Am I missing something, or is this how supply and demand works? I pay 80+ dollars a month for cable and about 40 for broadband internet that satisfies a good deal of my music concerns. I just paid almost $2,000 for my car stereo in my new car and I buy blank CDs in bulk. In the past week I spent about $150 in concert tickets.

What the fuck else do these people want from me? Its getting to the point that it almost appears more productive to simply go to prison or jail the rest of ones life, but even then your subject to chronic searches and whatnot to make sure your not doing what your "supposed" to do while there.

In summary, fuck you RIAA. Provide at some bare minimum a competing product to p2p downloads, or just go away. Music has lasted before you, and will outlast you. Your relationship with the music industry is entirely up to you. So long as you are providing a valuable product to consumers, you will exist. So long as you sue your customers, your annoying.

Re:OK (1)

mirqry (861861) | more than 9 years ago | (#12394971)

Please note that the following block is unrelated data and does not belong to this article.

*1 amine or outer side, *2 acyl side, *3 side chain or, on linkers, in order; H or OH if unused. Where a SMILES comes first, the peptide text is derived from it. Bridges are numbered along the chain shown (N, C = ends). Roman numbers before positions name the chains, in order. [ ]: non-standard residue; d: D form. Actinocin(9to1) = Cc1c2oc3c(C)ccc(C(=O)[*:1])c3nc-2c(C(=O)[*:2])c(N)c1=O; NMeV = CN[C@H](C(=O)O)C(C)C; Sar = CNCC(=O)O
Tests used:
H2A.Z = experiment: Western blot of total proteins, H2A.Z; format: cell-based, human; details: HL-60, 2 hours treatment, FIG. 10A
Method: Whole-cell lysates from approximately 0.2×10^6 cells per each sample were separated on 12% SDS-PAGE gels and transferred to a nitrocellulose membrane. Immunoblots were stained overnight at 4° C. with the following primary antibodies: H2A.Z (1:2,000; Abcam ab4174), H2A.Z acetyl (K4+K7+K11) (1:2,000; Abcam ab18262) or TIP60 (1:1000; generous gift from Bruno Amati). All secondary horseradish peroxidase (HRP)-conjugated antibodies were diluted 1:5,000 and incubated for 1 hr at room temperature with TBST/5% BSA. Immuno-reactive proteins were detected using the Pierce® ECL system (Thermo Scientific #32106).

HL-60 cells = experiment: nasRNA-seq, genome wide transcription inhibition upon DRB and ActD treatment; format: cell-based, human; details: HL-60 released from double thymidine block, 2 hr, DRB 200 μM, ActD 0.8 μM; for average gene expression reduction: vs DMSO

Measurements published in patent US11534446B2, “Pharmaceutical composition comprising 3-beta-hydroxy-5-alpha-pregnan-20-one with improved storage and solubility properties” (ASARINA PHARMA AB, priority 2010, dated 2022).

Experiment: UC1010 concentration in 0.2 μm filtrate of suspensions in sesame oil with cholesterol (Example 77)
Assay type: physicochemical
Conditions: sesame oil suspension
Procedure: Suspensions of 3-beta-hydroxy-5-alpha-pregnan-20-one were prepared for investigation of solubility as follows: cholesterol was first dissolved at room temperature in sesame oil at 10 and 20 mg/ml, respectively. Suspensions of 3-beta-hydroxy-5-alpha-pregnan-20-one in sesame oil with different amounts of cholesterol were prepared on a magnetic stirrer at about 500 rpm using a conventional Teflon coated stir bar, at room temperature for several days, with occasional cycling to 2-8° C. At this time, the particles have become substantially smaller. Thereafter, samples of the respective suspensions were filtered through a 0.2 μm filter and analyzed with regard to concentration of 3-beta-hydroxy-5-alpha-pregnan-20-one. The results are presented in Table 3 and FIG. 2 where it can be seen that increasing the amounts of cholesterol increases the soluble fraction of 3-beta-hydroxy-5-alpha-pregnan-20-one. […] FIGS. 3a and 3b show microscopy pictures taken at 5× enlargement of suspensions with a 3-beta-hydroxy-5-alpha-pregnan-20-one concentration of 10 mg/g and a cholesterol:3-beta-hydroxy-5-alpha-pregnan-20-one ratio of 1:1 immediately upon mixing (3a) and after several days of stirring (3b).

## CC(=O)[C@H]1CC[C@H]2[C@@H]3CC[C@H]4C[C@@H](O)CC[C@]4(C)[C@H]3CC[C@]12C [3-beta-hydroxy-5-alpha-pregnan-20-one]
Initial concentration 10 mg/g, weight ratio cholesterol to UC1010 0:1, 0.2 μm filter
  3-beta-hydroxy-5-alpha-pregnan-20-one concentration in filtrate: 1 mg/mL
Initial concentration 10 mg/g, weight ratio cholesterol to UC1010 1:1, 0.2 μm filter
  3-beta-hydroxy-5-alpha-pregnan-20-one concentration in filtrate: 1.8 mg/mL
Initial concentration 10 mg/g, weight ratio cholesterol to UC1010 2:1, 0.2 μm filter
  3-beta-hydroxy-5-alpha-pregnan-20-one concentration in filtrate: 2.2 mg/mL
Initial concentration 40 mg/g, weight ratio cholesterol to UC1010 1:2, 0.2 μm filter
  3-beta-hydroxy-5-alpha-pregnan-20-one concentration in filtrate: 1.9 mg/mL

I just don't understand how people justify... violating a copyright, stealing, ect....what ever you like to call it, because the company charges too much. Just don't buy the product, and they will have to fix their ridiculous prices. By stealing it and getting caught you are stuck giving them more money then if you bought it.

File Sharing != Stealing (0)

Anonymous Coward | more than 9 years ago | (#12395025)

Downloading music that you didn't pay for is not tantamount to breaking into a record store and stealing an album.

RIAA and the long-tail (4, Insightful)

G4from128k (686170) | more than 9 years ago | (#12394973)

I'd bet that the economics of P2P depend on the "popularity" of the artist. P2P file copying probably helps obscure artists because it helps listeners overcome the cost and risk barier of buying an unknown artist. But file copying probably hurts more popular artists when people download must-have (but don't neccessarily want ot pay-for) manufactured hits by a known artist. P2P fragments the listening population by connecting them with more artists. In theory, the total outcome can be better as P2P file copying expands people's interests and helps them find music they consider worth paying for.